Tag Archives: performance courses 2015

Why, WHY? Masks and Curtains.

The Duchess is admonished by her brother. [Zita Monahan and Darragh O'Brien]

The Duchess is admonished by her brother. [Zita Monahan and Darragh O’Brien]

Whilst rehearsing the scene in Duchess of Malfi last week where the two brothers discover their sister has had a baby, and vent their rage at her disobedience, we first explored the ‘what ?’ And the ‘how’ of the scene; how does the Cardinal respond to his brother, rather than Why. What and How revealed a myriad of possible Whys, some of which were helpful and many which were not. It is so much easier to follow what and how and desperately important when you are dealing with such a labyrinthine story as  Duchess of Malfi. I can imagine if we had been a more table-work type company we could have spent months filleting the text. Months we do not have. And to what avail? To kill the creative impulse by creating a thin ice of intellectual understanding based only upon our direct life experience – a narrow sort of truth. This approach does not mean you ignore the text ( how could you even consider that with such visceral and profound stuff ?) Ultimately the language moulds the physicality, psychology and being of the character. ‘My mind is full of daggers’ says the Duchess, as she despairs and rages against her tragedy. This image alone conjures up her psychological state at that moment – get that into your body by making a stabbing gesture

But why do many actors feel they have to start with ‘Why?’ when it unleashes a whole confusing gamut of unactable facts? Starting with why seems to offer little or no juice, when it comes to playing. What is it that seduces them? WHY? ( Now I am asking why! ) Is it our idealised Method based background as actors? Or our sometimes misguided faith in science where the WHY appears to the outsider to be the only important result? Or is it a desire to make us feel as artists that through exploring WHY first, we are doing something ‘real’ and ‘important’ ‘adult’ and ‘serious’? Anyone who has worked psychophysically knows this process of exploring the piece through Imagination and body  is every bit as serious and a lot more demanding than an intellectual poring over the script at a table for hours where your energy is often finally sapped before you get up to work.

‘Why’ for me is like the ‘masks and curtains’ the Duchess speaks of. It has a place but it is mainly obfuscation . It protects us from the raw feeling and intuition necessary for our work. Also, the ‘Why’ may be labyrinthine but it is logical. Life, character and emotion are often not logical yet as performers we still have to grasp the character’s journey and intentions. As someone said when doing Measure for Measure two years ago, where we used Chekhov Technique as the bedrock of the rehearsal process, working on her journey through gesture rather than discussion,’I could never have put this character’s journey into words but now I understand it.’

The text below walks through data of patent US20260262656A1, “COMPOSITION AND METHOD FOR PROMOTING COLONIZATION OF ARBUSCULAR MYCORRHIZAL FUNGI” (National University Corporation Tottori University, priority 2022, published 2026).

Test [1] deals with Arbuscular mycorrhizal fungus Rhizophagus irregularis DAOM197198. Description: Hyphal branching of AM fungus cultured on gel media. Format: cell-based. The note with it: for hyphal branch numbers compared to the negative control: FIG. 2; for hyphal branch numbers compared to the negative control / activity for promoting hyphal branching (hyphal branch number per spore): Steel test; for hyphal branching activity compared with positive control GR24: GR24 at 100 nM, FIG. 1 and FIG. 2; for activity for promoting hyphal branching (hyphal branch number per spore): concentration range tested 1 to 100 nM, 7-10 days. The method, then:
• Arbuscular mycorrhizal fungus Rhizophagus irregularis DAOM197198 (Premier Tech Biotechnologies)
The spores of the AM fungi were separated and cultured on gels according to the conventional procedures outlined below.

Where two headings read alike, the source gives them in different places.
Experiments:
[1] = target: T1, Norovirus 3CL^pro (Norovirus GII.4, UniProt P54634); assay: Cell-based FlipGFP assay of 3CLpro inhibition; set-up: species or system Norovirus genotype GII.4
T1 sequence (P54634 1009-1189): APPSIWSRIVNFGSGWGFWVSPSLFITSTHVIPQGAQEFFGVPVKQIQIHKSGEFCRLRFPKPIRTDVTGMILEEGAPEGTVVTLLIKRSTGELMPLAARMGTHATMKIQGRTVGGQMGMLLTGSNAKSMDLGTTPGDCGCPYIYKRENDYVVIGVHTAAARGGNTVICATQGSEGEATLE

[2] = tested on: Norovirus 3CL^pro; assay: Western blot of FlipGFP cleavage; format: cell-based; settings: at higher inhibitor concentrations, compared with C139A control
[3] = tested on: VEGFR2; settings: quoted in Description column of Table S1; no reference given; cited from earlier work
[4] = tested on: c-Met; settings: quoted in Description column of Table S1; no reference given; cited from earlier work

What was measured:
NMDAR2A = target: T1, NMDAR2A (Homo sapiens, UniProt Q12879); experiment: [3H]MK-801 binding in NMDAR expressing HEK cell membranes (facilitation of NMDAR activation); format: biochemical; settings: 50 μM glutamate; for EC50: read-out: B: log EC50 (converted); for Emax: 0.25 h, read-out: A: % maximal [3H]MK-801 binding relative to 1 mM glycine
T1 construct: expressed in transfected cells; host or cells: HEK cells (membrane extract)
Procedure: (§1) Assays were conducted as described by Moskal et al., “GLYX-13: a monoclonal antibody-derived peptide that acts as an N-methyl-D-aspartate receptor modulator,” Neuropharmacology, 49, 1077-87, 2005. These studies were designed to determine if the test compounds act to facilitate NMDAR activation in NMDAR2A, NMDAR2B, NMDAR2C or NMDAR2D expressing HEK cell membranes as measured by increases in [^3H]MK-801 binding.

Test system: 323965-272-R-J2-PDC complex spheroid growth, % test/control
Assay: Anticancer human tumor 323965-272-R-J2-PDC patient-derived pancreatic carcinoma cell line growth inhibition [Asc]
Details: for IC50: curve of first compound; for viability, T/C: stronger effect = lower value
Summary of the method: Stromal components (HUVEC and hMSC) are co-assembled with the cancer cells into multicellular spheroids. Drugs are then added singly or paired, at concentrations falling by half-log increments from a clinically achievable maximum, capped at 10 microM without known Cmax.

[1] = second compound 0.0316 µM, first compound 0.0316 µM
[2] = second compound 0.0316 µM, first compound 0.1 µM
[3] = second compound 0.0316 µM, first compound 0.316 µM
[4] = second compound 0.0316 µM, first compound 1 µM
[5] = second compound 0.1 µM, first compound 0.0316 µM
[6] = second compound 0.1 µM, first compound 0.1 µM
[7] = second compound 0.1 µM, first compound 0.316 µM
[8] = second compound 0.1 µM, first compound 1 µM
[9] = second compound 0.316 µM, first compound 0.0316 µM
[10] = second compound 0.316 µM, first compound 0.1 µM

A brilliant example of the dubious nature of WHY was Simon Russell Beale’s discussion of his performance of King Lear [The RNT production] where he suggested Lear might have some kind of Alzheimers . Who cares? In this case the WHY actually diminished his performance in my opinion.

I am not suggesting that actors and directors ignore WHY but explore it later in the process. In ‘real life’ we can know why something happens without having any real understanding of it. Nowhere is this more true than in the academic approach to theatre when students are sometimes encouraged to believe they can go out and do it without the real rigours of training. We can understand an approach from a book but without practise and learning through the body we have no experience of it and no learning we can effectively put into practise. Imagine if you read about how to play the violin but hardly did any practise, or learned the rules of basketball assiduously but only played  now and again?

On March 3rd , my co-tutors and myself at CORE theatre college will be running an intense but part time course for 10 weeks in Galway which will include three performances in May. This course puts the imagination, the body and creativity at the centre of the performers work. The HOW and the WHAT before the WHY. The imagination and the body before the intellect. Teachers are trained in Chekhov and Lecoq and there will also be a voice module. There are only a few places left for this course so if you are interested check out http://www.coretheatrecollege@gmail.com . And Theatrecorp’s production of The Duchess of Malfi plays the Black Box Theatre Galway 3rd – 7th February phone 091 569777.

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